Wednesday, October 30, 2019

Writing Wednesdays: Lunchtime Writing

Today was our second Writing Wednesday of the school year. Last year I had a handful of kids that asked if they could write with me at lunch time. Most days I rush home for my thirty minute lunch period. Ostensibly I head home to let out my dogs, which I actually do, but in truth I head home because I need thirty minutes during my day where no one is talking to me. It allows me to recharge and have energy for the second half of my day. All this is to say that when I agreed to have Writing Wednesdays last year, that was giving up something that meant a lot to me. 

Last year a small group would come. Spreading out around the room, kids would write on Chromebooks while I wrote on my laptop. We’d eat as we typed, the room filled with the noise of keys clicking and the Coffitivity app in the background. I told the kids I write best at coffee shops, so we brought that vibe to the classroom. Towards the end of the year we stopped meeting. Spring fever had hit and they wanted to be social with their friends. 

One of my students from last year must have told this new group of students about Writing Wednesdays because a few weeks ago, a student asked if we’d be having them. After talking to a few students, I decided to give it a go.

Last week and this week brought around fifteen students to my room for lunch. Again, we write almost the whole time, just taking the last two minutes to share, if we want, what we’ve been working on at the end. Now out of 125 seventh grade students, I teach 75 of them. I love that students I don’t even teach have attend Writing Wednesdays because they simply want to write. Today I sat with one and we discussed how to make a chapter longer, what types of things he could add.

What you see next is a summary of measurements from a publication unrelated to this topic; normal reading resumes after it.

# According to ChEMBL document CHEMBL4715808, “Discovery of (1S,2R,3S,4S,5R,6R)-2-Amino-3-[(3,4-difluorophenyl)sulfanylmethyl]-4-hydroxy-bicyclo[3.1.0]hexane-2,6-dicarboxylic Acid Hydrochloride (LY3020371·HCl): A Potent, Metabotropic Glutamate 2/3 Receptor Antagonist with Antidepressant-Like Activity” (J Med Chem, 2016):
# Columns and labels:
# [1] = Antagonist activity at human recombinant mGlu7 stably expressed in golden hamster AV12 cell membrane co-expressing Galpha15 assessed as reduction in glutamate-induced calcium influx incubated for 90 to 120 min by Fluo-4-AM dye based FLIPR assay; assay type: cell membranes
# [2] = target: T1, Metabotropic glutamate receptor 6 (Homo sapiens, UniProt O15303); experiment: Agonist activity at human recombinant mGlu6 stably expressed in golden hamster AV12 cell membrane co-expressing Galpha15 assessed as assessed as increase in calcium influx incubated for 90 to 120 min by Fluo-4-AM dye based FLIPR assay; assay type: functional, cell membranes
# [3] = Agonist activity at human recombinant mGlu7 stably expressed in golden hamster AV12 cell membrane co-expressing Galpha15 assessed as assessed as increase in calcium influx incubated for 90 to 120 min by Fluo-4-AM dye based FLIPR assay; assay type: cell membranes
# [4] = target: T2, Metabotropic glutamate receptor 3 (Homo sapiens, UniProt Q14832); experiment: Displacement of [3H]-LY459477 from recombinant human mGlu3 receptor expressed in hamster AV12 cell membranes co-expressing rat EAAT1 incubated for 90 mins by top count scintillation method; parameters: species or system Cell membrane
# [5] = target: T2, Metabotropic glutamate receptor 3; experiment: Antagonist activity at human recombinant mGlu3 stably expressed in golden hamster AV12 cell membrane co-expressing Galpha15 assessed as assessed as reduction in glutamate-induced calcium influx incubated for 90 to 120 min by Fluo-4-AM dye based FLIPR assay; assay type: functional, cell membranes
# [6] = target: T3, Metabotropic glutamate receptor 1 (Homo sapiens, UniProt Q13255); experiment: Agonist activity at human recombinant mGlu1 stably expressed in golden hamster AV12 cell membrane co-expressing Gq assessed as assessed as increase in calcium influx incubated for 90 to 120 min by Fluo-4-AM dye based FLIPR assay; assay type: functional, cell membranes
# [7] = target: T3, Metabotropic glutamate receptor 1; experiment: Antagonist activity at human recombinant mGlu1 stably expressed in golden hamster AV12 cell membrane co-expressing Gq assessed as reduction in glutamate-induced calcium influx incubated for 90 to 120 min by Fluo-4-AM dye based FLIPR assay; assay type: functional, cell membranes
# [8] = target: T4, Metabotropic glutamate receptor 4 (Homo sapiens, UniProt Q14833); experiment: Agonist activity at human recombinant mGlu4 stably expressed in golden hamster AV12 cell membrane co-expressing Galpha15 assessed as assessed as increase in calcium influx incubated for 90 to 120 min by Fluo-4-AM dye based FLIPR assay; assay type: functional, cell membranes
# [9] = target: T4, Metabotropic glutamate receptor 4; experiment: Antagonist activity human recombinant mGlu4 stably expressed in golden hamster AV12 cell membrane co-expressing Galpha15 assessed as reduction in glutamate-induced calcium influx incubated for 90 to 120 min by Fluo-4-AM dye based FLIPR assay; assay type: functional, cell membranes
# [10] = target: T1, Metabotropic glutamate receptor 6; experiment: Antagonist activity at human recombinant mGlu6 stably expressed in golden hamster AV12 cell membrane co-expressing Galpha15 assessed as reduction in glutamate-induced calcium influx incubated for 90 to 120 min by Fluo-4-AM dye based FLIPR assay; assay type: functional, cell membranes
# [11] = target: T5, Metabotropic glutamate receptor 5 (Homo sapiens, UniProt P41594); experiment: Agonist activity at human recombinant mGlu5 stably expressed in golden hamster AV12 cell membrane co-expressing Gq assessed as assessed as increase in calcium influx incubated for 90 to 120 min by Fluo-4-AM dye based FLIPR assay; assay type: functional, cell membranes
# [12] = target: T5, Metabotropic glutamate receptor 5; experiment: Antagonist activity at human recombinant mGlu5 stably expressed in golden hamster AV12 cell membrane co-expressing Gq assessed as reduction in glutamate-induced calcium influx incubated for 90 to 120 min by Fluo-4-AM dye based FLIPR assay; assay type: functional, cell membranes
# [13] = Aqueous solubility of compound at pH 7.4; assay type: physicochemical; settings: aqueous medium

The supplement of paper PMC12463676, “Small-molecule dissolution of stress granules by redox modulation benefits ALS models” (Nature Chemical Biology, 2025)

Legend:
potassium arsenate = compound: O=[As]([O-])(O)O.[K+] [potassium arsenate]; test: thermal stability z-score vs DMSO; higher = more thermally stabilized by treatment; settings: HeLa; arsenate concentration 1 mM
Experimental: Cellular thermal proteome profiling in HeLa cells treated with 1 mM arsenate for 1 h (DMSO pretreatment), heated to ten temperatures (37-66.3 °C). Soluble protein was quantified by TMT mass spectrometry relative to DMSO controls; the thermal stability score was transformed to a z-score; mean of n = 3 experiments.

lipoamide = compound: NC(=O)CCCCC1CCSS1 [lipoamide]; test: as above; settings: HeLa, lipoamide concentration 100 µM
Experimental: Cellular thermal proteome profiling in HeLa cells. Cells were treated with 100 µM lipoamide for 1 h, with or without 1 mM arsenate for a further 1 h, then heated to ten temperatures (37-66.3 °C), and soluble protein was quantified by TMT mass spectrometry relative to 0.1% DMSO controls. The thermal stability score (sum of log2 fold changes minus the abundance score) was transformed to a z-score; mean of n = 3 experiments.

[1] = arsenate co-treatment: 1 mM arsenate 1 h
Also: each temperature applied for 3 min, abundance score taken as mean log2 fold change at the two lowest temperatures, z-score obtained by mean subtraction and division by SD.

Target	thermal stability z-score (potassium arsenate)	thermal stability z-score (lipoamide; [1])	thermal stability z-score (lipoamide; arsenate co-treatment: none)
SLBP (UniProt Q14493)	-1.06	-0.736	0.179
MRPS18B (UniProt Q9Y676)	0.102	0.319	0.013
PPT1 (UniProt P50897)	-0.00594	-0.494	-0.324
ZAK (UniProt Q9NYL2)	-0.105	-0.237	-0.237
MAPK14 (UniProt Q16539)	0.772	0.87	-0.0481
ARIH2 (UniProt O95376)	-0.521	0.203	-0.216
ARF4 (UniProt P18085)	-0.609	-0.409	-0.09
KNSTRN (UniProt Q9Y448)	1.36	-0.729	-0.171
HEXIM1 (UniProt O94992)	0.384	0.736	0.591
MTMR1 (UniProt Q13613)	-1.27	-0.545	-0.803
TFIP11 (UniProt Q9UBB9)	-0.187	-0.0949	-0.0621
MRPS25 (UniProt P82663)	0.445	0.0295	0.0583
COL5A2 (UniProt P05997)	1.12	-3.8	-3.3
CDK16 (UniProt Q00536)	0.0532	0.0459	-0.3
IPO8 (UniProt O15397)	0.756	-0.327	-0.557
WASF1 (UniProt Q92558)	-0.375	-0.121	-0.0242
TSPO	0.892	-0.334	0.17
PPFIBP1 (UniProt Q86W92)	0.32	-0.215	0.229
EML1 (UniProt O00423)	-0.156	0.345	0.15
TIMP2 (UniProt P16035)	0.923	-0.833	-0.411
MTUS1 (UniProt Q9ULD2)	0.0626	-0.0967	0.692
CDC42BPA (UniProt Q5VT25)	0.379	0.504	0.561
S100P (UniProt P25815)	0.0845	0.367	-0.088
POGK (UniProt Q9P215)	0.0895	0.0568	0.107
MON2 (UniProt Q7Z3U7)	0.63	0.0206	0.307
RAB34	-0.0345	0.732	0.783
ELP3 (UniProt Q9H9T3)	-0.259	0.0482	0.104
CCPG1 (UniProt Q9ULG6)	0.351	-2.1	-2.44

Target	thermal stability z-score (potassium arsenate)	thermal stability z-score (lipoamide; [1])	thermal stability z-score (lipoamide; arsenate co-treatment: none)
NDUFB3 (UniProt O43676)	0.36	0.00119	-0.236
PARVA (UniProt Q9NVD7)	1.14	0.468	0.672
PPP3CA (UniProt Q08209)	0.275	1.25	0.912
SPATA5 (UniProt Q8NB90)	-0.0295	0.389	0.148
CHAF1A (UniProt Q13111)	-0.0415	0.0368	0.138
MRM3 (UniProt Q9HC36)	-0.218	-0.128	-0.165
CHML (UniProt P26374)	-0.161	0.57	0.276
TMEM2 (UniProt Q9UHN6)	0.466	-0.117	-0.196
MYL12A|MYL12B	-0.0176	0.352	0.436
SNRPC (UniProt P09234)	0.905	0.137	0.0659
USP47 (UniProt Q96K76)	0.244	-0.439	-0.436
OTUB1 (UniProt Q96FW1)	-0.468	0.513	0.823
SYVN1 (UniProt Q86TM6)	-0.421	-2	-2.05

Towards the end of our time together, we were discussing what we were working on. I shared that I was attempting to write a short story for submission to a publisher for an anthology. That made us pause so I could explain what an anthology actually was. When the students learned that other authors would write short stories too and they’d all be packaged in one book together, a boy said, “Is Jason Reynolds writing one?”

I grinned and replied that the anthology was for adults and in the romance genre. Since Jason doesn’t write in that genre, he would not be one of the authors.

The boy replied, “I bet Jason would be a great romance writer. He can write anything he sets his mind to.” Other writers nodded as they grabbed their cafeteria trays to return them before seventh period began. 

I watched them go, grateful for this short time I have with these young writers. Grateful they have authors they admire and believe in. And glad that I got the chance to have Writing Wednesday again, even if I did have to give up my lunch period to do it.